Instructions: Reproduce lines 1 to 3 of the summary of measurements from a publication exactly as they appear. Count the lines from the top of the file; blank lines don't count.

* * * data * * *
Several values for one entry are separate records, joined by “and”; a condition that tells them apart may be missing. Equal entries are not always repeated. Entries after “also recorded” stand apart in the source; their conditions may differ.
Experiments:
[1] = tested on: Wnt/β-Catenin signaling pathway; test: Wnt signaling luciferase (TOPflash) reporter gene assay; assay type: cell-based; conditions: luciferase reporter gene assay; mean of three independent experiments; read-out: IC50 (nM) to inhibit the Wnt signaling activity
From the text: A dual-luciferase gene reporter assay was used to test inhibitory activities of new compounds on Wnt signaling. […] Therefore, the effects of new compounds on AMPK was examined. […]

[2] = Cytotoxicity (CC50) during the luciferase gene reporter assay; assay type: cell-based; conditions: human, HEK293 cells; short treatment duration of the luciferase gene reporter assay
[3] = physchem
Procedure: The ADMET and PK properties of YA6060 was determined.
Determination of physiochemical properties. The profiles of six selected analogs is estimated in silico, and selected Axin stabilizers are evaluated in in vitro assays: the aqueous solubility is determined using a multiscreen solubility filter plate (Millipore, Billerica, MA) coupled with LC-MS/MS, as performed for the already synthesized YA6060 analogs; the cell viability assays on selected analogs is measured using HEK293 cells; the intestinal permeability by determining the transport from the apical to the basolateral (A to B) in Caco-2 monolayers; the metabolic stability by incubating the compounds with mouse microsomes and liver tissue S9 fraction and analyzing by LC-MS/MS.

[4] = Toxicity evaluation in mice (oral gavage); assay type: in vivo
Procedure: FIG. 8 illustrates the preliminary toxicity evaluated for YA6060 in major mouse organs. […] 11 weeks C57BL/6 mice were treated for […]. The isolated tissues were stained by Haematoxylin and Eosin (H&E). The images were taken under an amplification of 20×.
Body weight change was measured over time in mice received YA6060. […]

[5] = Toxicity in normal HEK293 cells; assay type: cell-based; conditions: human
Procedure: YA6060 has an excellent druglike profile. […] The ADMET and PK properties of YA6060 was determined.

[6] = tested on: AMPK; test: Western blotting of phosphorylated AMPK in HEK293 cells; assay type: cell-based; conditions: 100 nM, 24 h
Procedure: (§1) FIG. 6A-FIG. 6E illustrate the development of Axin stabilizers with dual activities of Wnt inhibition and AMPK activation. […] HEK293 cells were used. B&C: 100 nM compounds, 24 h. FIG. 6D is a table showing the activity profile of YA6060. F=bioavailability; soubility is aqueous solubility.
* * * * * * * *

Several values for one entry are separate records, joined by “and”; a condition that tells them apart may be missing. Equal entries are not always repeated. Entries after “also recorded” stand apart in the source; their conditions may differ.
Experiments:
[1] = tested on: Wnt/β-Catenin signaling pathway; test: Wnt signaling luciferase (TOPflash) reporter gene assay; assay type: cell-based; conditions: luciferase reporter gene assay; mean of three independent experiments; read-out: IC50 (nM) to inhibit the Wnt signaling activity